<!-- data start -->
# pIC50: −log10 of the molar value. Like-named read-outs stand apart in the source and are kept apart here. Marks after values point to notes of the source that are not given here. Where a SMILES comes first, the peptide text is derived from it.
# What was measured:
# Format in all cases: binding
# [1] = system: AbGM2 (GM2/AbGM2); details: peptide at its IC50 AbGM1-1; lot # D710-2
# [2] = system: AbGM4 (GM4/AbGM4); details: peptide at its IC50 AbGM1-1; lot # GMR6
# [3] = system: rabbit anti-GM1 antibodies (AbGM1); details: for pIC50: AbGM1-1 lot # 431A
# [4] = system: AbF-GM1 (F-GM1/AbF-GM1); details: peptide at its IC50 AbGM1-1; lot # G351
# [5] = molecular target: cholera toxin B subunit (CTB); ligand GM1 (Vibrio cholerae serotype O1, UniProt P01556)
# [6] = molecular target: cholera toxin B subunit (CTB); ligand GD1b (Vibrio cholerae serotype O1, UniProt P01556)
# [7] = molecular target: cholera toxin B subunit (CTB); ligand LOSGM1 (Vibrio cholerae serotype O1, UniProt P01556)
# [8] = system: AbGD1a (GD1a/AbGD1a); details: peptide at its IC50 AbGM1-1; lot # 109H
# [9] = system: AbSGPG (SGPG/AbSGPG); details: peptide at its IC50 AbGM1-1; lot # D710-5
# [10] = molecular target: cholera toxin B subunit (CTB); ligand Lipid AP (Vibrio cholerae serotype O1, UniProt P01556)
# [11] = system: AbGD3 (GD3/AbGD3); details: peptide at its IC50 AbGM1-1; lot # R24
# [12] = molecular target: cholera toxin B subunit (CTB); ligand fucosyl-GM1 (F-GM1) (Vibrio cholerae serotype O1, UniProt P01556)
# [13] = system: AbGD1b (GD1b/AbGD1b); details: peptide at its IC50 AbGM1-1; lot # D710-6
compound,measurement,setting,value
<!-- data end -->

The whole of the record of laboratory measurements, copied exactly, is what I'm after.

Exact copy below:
# pIC50: −log10 of the molar value. Like-named read-outs stand apart in the source and are kept apart here. Marks after values point to notes of the source that are not given here. Where a SMILES comes first, the peptide text is derived from it.
# What was measured:
# Format in all cases: binding
# [1] = system: AbGM2 (GM2/AbGM2); details: peptide at its IC50 AbGM1-1; lot # D710-2
# [2] = system: AbGM4 (GM4/AbGM4); details: peptide at its IC50 AbGM1-1; lot # GMR6
# [3] = system: rabbit anti-GM1 antibodies (AbGM1); details: for pIC50: AbGM1-1 lot # 431A
# [4] = system: AbF-GM1 (F-GM1/AbF-GM1); details: peptide at its IC50 AbGM1-1; lot # G351
# [5] = molecular target: cholera toxin B subunit (CTB); ligand GM1 (Vibrio cholerae serotype O1, UniProt P01556)
# [6] = molecular target: cholera toxin B subunit (CTB); ligand GD1b (Vibrio cholerae serotype O1, UniProt P01556)
# [7] = molecular target: cholera toxin B subunit (CTB); ligand LOSGM1 (Vibrio cholerae serotype O1, UniProt P01556)
# [8] = system: AbGD1a (GD1a/AbGD1a); details: peptide at its IC50 AbGM1-1; lot # 109H
# [9] = system: AbSGPG (SGPG/AbSGPG); details: peptide at its IC50 AbGM1-1; lot # D710-5
# [10] = molecular target: cholera toxin B subunit (CTB); ligand Lipid AP (Vibrio cholerae serotype O1, UniProt P01556)
# [11] = system: AbGD3 (GD3/AbGD3); details: peptide at its IC50 AbGM1-1; lot # R24
# [12] = molecular target: cholera toxin B subunit (CTB); ligand fucosyl-GM1 (F-GM1) (Vibrio cholerae serotype O1, UniProt P01556)
# [13] = system: AbGD1b (GD1b/AbGD1b); details: peptide at its IC50 AbGM1-1; lot # D710-6
compound,measurement,setting,value